The isolation of fully remote learning was a challenge for some -- particularly for those who enjoy face-to-face interactive classroom activities. Although technology played a key role in helping students and teachers connect, for some, a lack of self-confidence and shyness emerged.

Expeditionary Learning can reengage students and motivate them to play a more active role in their education. Again, in an Expeditionary Learning model, topics are constructed to engage student curiosity and passion. The perseverance, collaborative skills, and responsibility for learning that EL education promotes are more important than ever.

As limitations and restrictions ease, it's important for schools to embrace the key principles of EL education. Students and teachers should come together to ensure that they are moving together collectively towards success, pushing through and overcoming the challenges of a stressful year.

Where can I find an Expeditionary Learning school in Toronto?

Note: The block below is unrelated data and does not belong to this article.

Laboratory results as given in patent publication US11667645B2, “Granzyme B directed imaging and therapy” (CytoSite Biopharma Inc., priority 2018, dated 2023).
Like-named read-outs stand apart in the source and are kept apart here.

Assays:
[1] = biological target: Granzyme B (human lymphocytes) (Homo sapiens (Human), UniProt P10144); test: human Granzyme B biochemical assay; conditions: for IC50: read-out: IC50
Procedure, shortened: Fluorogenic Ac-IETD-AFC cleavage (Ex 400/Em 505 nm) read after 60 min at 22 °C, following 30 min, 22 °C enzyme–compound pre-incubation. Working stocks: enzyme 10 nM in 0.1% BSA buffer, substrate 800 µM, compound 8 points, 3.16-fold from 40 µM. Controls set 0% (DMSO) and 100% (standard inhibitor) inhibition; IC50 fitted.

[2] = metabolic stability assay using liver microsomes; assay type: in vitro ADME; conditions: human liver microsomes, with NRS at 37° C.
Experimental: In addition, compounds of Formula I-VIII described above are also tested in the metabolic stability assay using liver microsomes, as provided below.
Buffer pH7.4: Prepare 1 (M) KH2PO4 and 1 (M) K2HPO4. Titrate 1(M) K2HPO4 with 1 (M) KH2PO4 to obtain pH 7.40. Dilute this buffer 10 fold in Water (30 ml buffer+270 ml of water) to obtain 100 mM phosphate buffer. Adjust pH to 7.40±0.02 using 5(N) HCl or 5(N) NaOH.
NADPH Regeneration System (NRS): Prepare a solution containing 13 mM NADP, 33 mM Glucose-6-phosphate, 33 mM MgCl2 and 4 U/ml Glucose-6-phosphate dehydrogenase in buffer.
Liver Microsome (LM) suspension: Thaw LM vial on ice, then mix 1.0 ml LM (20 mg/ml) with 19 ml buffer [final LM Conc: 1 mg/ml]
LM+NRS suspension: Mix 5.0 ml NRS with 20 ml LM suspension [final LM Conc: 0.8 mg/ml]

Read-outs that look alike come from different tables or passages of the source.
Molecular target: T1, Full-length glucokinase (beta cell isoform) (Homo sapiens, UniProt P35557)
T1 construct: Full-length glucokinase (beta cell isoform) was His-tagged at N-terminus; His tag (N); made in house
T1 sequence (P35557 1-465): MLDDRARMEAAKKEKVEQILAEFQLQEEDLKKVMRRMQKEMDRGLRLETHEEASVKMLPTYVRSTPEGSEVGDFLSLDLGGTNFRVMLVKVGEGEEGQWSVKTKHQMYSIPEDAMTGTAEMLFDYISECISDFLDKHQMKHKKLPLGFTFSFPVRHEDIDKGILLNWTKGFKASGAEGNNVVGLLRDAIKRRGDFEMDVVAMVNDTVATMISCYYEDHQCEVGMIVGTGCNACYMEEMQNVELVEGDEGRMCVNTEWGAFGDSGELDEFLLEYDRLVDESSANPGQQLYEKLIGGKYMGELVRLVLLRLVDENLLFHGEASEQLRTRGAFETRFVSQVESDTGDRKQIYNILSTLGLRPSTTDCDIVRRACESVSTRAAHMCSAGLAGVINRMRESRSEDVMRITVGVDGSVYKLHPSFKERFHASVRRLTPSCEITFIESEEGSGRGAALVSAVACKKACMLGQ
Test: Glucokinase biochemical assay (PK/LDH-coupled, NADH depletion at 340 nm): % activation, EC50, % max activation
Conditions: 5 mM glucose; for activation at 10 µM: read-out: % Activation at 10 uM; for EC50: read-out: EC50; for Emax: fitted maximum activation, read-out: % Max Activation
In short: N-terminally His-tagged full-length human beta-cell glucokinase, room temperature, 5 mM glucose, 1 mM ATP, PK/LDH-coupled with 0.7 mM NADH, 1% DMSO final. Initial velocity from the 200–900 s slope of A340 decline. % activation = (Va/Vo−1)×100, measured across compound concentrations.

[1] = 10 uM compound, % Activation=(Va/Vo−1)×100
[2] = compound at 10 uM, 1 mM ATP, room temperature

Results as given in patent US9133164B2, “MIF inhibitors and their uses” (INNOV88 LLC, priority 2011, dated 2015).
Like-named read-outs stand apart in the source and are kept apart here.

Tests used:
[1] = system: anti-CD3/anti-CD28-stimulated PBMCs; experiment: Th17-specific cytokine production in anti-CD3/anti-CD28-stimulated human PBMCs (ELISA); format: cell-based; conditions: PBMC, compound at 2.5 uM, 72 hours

Officially, EL Education is a nonprofit that partners with educators to transform public schools in the United States. Currently, there are no official EL Education partners in Canada. However, there are schools that embrace the principles of Expeditionary Learning in Toronto.

At CaST School in Toronto, for example, Expeditionary Learning is a fundamental element of our curriculum. Our students embark on journeys that foster a sense of curiosity. These expeditions provide a framework for study by focusing learning on a specific compelling topic. For example, a trip to High Park sets the stage for our lesson on water quality and ecology.

Our local resources infuse our lessons, which are firmly anchored in the Ontario Ministry of Education grades 9-12 curriculum. Our approach to education is a mix of place-based, expeditionary, and online learning. The unique blend of experiential, expeditionary, cooperative, and enterprise learning is what distinguishes us from other private high schools in Toronto.